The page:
China has been scooping up some of America’s most prized technology with an ostensibly insufficient amount of oversight from the U.S. government, according to an in-depth investigation Politico published Tuesday.
The inter-government agency known as the Committee on Foreign Investment in the United States (CFIUS) is tasked with scrutinizing foreign investments into U.S. companies — specifically to determine if there are any potential national security consequences. However, it is formally up to American firms to notify CFIUS of a pending foreign investment when they respectively deem necessary. As the amount of companies, especially tech startups, has grown over the years, so too has the agency’s inability to keep up with all of the possible reviews.
“I knew what was critical in 1958 — tanks, airplanes, avionics,” Paul Rosenzweig, who worked with CFIUS while at the Department of Homeland Security under President George W. Bush, told Politico. “Now, truthfully, everything is information. The world is about information, not about things. And that means everything is critical infrastructure. That, in some sense, means CFIUS really should be managing all global trade.”
China’s investment in U.S. tech skyrocketed in 2015 by roughly $7 billion from the year prior, totaling $9.9 billion. While that dipped back down in 2016 to a little over $5 billion, the amount of probes CFIUS conducts has reportedly not been keeping up with that pace.
Bipartisan members of Congress are trying to change that or at least swing the apparent trend of a lack of oversight in the other direction. The Senate Banking Committee approved a bill Tuesday that would grant CFIUS with extended powers to investigate foreign acquisitions of American businesses that could conceivably leave the country’s national security vulnerable in some way. The congressional panel’s official consent comes as President Donald Trump’s administration has been battling with the foreign adversary over tariffs and trade in general. Trump has longed protested China’s pernicious attempts at dominating sectors of the larger tech industry — including through chicanery and other more deceptive means like intellectual property theft.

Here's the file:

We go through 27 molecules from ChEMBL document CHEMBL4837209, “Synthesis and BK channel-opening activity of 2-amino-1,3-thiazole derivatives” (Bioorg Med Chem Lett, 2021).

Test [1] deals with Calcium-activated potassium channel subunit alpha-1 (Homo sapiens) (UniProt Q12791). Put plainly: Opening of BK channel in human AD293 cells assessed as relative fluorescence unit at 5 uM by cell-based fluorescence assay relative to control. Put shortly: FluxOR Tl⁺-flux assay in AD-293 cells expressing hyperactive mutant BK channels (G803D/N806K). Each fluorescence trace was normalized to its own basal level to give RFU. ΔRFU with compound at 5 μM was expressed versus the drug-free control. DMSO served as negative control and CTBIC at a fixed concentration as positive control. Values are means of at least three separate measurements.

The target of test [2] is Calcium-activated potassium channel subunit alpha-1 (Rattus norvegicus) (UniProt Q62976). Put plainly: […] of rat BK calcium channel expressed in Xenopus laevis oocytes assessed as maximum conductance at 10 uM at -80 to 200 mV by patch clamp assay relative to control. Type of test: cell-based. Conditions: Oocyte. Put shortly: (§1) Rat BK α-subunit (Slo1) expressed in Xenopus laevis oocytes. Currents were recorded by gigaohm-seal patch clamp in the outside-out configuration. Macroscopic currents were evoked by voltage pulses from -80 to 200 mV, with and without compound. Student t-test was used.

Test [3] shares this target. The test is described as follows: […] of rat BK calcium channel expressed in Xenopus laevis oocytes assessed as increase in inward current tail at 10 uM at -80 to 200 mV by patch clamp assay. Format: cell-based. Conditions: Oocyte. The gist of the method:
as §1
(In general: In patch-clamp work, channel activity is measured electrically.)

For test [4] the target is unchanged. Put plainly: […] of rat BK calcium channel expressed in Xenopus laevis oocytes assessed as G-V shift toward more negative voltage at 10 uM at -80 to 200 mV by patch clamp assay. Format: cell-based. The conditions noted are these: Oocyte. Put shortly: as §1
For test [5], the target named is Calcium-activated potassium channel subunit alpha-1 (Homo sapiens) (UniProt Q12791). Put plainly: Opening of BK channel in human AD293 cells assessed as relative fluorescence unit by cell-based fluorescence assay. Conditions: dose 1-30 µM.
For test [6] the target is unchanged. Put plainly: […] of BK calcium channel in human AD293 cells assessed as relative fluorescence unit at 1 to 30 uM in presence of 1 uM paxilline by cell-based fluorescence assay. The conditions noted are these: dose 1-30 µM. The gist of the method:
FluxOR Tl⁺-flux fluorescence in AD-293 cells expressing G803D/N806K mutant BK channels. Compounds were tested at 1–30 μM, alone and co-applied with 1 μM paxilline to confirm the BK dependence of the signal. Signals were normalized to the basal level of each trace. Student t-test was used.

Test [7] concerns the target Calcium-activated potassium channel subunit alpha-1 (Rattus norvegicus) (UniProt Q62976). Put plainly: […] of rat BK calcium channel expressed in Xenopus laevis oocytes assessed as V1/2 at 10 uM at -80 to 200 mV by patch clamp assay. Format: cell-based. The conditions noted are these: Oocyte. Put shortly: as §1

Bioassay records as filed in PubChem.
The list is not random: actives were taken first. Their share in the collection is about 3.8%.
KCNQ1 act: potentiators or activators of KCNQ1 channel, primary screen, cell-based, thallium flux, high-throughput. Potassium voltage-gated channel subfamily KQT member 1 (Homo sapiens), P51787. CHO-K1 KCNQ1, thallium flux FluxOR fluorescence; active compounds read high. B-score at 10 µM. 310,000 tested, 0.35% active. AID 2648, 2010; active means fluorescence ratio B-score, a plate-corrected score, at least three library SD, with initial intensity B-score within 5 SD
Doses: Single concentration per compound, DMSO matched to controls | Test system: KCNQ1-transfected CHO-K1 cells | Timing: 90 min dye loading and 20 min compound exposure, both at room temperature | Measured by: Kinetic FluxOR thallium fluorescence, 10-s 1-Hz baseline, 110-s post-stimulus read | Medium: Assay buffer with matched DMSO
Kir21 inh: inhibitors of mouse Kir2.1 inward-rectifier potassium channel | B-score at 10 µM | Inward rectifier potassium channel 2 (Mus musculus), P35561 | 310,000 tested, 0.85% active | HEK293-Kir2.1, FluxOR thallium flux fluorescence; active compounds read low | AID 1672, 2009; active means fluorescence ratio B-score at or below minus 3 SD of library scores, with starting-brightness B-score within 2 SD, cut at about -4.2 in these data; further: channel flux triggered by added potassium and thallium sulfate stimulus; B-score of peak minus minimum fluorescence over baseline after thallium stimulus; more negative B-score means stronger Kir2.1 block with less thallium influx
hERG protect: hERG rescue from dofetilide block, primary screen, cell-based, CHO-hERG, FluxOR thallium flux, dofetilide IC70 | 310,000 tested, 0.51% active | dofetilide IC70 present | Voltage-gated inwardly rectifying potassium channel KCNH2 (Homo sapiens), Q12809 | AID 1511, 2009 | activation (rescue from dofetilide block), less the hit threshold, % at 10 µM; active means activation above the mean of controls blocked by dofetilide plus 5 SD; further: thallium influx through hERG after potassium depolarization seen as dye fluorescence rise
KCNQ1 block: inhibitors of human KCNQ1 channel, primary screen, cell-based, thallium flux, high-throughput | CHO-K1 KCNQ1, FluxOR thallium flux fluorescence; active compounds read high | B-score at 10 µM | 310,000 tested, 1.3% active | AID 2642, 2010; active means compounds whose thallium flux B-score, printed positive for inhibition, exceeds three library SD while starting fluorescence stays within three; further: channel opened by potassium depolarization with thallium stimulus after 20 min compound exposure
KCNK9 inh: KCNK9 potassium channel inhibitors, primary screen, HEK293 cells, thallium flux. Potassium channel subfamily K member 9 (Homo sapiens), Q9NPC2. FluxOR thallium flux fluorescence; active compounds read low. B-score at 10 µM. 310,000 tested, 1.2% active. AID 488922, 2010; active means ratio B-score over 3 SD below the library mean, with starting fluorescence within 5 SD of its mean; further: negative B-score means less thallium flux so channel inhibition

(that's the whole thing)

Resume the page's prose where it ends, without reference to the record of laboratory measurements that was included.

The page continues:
But Trump even more recently expressed his desire to “get massive Chinese phone company, ZTE, a way to get back into business, fast.” ZTE was fined roughly one billion dollars in March after pleading guilty in federal court to violating U.S. sanctions by illegally selling and distributing American products to Iran. The U.S. Department of Commerce soon after issued a seven-year ban on the sales of ZTE components for lying in a related probe into the international transgressions. Both measures took place after the heads of the CIA, NSA, FBI, the director of national intelligence, and several congressional officials expressed deep-seated concerns with ZTE and Huawei — another massive Chinese tech corporation — because of potential foreign surveillance, among other consternations.
That ban appears to be a huge contributing factor to ZTE’s alleged commercial suffering, but Trump, much to the applause of the Chinese, seems determined to help a menacing company propped up by China — the same foreign foe he so often criticizes. The U.S. and China are close to a final deal that would lift the ZTE ban, Reuters reported Tuesday.
Trump’s justification: “ZTE, the large Chinese phone company, buys a big percentage of individual parts from U.S.” Also, Trump is essentially considering the prospective move a favor for Chinese President Xi Jinping.
“As far as ZTE is concerned [Xi] asked me to look into it and I am doing that,” Trump said during a meeting with South Korean President Moon Jae-in, according to The Hill. “And don’t forget for the ones [who] say, ‘Oh, gee, maybe Trump is getting a little bit easy.’ ZTE, we closed it. It wasn’t another administration; it was this administration that closed it.” (RELATED: China Says The US Is ‘A Bully’ Due To Tech Sanctions)
Trump’s proposals are forcing ZTE to pay a fine potentially exceeding $1 billion and upending the whole companies upper echelons — including its board of directors — rather than maintaining the current sanctions.
“The objective was not to put ZTE out of business,” Treasury Secretary Steven Mnuchin said.
But according to several top officials cited in the Politico investigation, the U.S. government should focus on fortifying CFIUS’s capacity to operate more thoroughly so it can better vet Chinese firms — like ZTE, which is currently a key player in the race to full-scale 5G implementation — that may render a significant net detriment for the country as a whole. (RELATED: China Is The ‘Undisputed Leader’ In The Race For 5G, Leaving America In The Dust, Says Analysts)
Senate Majority Whip John Cornyn, for example, said ensuring CFIUS has the resources it needs shouldn’t be difficult.
“For the price of a single B-21 bomber, we can fund an updated CFIUS process and protect our key capabilities for several years,” Cornyn said at a hearing, according to Politico. “That is a down payment on long-term national security.”
“Just imagine if China’s military was stronger, faster and more lethal,” he added. “That is what the future likely holds, unless we act.”
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